Running an AB test in spearmint is as easy as ✨1-2-3✨:

    1. Initialize an Experiment, which holds the raw observations, and any metadata associated with an AB experiment.
    1. Define the HypothesisTest, which declares the configuration of the statistical inference procedure.
    1. Run the HypothesisTest against the Experiment and interpret the resulting InferenceResults. InferenceResults, hold the parameter estimates of the inference procedure, and are used to summarize, visualize, and save the results of the hypothesis test.

Example Workflow

Below we demonstrate how to run a hypothesis test analysis on the fake observations data generated in a 1-2-3 fashion.

1. Initialize the Experiment

from spearmint import Experiment
experiment = Experiment(data=experiment_observations)

Since the metric column in the simulated observations are binary (i.e. True/False), we'll essentially be running a test for the difference in success rates--i.e. what's the probability of observing a True--between two groups. This is analogous to running an AB experiment that aims to compare conversion rates (e.g. clicking a CTA, opening an email, signing up for a service, etc.) between a control and a variation group.

2. Define the HypothesisTest

Here, we test the hypothesis that that the conversion rate for treatment group 'C' (the variation) is 'larger' than for the treatment group 'A' (the control, or reference group).

from spearmint import HypothesisTest

ab_test = HypothesisTest(
    # variable_type='binary',  # inferred from `metric` values
    # inference_method='frequentist'  # default

3. Run the test and interpret the InferenceResults

Here, we run our HypothesisTest with an acceptable Type I error rate of alpha=0.05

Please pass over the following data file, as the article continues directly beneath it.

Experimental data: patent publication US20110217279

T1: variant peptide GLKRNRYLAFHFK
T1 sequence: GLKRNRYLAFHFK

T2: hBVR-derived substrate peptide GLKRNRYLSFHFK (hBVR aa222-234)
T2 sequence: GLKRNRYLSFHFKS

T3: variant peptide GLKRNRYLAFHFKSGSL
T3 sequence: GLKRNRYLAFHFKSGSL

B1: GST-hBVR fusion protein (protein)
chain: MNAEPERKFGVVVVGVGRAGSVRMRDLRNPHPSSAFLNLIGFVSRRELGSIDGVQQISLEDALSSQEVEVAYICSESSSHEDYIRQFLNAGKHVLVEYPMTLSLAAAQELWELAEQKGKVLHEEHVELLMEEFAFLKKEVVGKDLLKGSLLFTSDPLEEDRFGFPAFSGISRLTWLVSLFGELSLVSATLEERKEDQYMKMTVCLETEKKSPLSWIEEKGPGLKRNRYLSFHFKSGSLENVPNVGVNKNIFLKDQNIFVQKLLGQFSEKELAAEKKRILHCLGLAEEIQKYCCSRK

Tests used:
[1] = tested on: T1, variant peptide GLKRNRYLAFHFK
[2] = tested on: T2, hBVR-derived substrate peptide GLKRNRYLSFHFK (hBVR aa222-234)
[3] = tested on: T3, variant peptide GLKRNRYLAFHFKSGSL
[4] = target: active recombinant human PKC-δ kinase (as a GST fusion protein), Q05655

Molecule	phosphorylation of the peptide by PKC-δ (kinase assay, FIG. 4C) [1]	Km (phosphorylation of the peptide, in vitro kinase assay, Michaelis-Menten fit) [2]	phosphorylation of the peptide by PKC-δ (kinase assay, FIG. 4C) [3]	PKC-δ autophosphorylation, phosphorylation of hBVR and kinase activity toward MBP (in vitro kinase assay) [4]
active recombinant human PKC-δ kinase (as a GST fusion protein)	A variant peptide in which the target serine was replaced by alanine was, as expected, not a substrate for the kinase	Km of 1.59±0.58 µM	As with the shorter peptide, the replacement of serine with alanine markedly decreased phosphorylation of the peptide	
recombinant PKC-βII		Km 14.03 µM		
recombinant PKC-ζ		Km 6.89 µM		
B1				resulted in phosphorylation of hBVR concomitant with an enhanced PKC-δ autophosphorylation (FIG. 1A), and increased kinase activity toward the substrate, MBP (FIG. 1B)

ab_test_results = experiment.run_test(ab_test, alpha=0.05)
assert ab_test.variable_type == 'binary'  # check that correct variable_type inferred
assert ab_test_results.accept_hypothesis

"""Display test results to stdout"""

The test results displays two tables. The first table gives a summary of the observed samples from the control ("A") and variation ("C") groups. This Samples Comparison table gives the number of samples, the mean, variance, and standard error of the mean estimation, as well as the difference in mean estimates between the variation and control groups.

Samples Comparison
┃                 A                 C                ┃
│        Samples  35                44               │
│           Mean  0.4286            0.75             │
│ Standard Error  (0.2646, 0.5925)  (0.6221, 0.8779) │
│       Variance  0.2449            0.1875           │
│          Delta                    0.3214           │
Proportions Delta Results
│ Delta               0.3214           │
│ Delta CI            (0.1473, inf)    │
│ Delta-relative      0.75 %           │
│ Delta-relative CI   (34.3703, inf) % │
│ Delta CI %-tiles    (0.05, inf)      │
│ Effect Size         0.6967           │
│ alpha               0.05             │
│ Power               0.92             │